We’d like to emphasize the need for medication reconciliation. Not only are some important drugs inadvertently omitted when patients are transferred to ICU’s but there are often many medications begun in ICU’s that are never discontinued. The classic examples are proton pump inhibitors and other drugs used as prophylaxis against GI bleeding. While there is evidence such prophylaxis is effective in at-risk patients in the ICU, there is little evidence to support their use in non-ICU patients. These agents are frequently continued not only on transfer to the general care units but may be continued past discharge as well. In fact, we recommend regular surveillance for such occurrence either manually or electronically.
We’d also like to speculate that the type of ICU coverage may be an important risk factor for medication errors. Though most hospitals today have dedicated ICU coverage (if not by intensivists, at least by a dedicated ICU team each month) there are still vestiges of older systems where ICU coverage may be by housestaff who have responsibilities for other areas. We all know that verbal orders are high risk for errors. If staff are busy elsewhere and have to give verbal orders to the ICU staff, risks are high. While CPOE may help minimize those risks, we have also given examples of how remote order entry may be dangerous.
The biggest value of the CMAJ paper is it bibliography and list of strategies demonstrated to prevent medication errors in the ICU. These include things like CPOE with clinical decision support, use of barcoding/bedside medication verification, and smart pumps. Medication reconciliation, as noted above, is extremely important. Having a clinical pharmacist round with the medical team is especially valuable in ICU’s. Standardized orders or standardized medication protocols are also useful.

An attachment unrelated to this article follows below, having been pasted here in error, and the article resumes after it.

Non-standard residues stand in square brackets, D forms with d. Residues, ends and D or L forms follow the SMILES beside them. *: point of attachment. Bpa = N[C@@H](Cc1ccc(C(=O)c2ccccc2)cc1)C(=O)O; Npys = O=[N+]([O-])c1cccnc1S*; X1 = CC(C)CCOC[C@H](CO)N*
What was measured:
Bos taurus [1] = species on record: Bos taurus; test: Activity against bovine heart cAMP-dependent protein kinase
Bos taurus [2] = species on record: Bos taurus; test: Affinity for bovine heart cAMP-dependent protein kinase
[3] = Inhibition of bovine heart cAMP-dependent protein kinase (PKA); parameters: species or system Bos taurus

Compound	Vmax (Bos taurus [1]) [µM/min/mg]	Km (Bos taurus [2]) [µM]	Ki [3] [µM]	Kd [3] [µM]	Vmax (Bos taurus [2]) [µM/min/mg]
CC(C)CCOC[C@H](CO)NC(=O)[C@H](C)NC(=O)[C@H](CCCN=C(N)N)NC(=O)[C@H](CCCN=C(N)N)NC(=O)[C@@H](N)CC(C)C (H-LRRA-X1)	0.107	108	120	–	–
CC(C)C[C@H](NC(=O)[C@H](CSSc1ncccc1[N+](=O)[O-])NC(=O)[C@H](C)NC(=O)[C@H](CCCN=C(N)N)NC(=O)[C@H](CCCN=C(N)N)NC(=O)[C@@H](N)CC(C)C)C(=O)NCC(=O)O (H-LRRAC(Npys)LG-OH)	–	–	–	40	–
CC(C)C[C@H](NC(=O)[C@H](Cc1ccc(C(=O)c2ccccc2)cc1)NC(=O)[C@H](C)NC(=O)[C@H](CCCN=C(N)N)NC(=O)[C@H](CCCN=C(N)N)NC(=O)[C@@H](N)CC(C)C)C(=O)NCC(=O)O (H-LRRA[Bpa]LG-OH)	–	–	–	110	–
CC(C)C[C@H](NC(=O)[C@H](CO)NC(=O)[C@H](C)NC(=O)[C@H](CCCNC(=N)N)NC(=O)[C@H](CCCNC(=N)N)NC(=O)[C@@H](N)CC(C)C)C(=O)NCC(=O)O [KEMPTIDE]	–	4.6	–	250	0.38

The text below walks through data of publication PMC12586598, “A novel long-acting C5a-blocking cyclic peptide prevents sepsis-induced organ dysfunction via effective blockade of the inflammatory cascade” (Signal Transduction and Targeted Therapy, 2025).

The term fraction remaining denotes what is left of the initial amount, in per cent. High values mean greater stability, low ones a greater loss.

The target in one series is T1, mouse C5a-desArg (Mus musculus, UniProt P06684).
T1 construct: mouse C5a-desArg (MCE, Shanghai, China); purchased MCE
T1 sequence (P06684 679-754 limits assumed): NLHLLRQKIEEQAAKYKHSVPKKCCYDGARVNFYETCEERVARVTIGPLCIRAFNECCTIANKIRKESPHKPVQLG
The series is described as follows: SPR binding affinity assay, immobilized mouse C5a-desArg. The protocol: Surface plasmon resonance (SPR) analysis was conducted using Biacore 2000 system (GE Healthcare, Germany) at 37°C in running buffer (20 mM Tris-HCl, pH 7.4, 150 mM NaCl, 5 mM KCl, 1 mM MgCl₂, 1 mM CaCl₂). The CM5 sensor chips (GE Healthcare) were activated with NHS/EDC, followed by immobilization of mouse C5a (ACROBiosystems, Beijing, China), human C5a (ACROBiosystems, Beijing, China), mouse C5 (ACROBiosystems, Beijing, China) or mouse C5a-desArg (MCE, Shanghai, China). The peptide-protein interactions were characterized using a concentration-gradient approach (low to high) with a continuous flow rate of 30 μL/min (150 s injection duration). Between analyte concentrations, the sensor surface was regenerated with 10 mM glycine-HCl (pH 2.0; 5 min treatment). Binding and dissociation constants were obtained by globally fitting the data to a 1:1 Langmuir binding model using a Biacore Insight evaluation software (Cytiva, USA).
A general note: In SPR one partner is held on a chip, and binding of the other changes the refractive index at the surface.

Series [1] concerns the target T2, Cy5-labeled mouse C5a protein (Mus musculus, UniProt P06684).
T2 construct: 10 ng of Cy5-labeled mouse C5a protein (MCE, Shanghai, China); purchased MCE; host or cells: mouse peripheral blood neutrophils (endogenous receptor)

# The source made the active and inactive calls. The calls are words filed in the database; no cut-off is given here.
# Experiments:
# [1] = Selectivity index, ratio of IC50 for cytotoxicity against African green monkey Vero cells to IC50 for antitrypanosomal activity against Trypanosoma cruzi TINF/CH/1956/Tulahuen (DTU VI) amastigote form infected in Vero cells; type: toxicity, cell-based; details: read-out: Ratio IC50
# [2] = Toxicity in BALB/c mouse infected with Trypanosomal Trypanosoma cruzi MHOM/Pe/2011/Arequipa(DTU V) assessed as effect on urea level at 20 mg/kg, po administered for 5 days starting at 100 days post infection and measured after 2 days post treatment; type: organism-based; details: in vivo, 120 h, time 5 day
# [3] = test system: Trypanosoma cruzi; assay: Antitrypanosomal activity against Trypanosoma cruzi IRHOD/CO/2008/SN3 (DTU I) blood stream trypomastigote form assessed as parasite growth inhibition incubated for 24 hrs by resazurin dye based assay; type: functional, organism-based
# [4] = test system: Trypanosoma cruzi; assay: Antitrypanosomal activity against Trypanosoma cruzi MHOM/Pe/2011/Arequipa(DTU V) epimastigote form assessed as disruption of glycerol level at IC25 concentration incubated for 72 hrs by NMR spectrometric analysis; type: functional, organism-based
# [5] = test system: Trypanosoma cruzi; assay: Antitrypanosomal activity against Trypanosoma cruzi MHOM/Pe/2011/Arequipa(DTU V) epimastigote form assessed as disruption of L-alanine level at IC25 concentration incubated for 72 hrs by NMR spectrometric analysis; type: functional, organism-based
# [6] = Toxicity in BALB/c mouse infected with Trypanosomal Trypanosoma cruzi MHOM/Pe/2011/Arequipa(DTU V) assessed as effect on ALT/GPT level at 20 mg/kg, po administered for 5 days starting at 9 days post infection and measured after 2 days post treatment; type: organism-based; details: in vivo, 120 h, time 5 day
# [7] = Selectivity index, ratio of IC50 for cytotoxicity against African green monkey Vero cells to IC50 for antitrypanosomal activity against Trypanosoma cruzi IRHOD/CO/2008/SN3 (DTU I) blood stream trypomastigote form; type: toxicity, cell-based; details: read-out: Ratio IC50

Lastly, the CMAJ article also has good recommendations about disclosure to patients and families about medication errors that have occurred.
Rothschild JM, Landrigan CP, Cronin JW, et al. The Critical Care Safety Study: The incidence and
nature of adverse events and serious medical errors in intensive care. Critical
Care Medicine 2005; 33(8): 1694-1700
Valentin A, Capuzzo M, Guidet B, Moreno R, Metnitz B, Bauer P, Metnitz P, on behalf of the Research Group on Quality Improvement of the European Society of Intensive Care Medicine (ESICM) and the Sentinel Events Evaluation (SEE) Study Investigators. Errors in administration of parenteral drugs in intensive care units: multinational prospective study. BMJ 2009; 338:b814, doi: 10.1136/bmj.b814 (Published 12 March 2009)
Camiré E, Moyen E, Stelfox HT. Medication errors in critical care: risk factors, prevention and disclosure. CMAJ 2009; 180: 936-943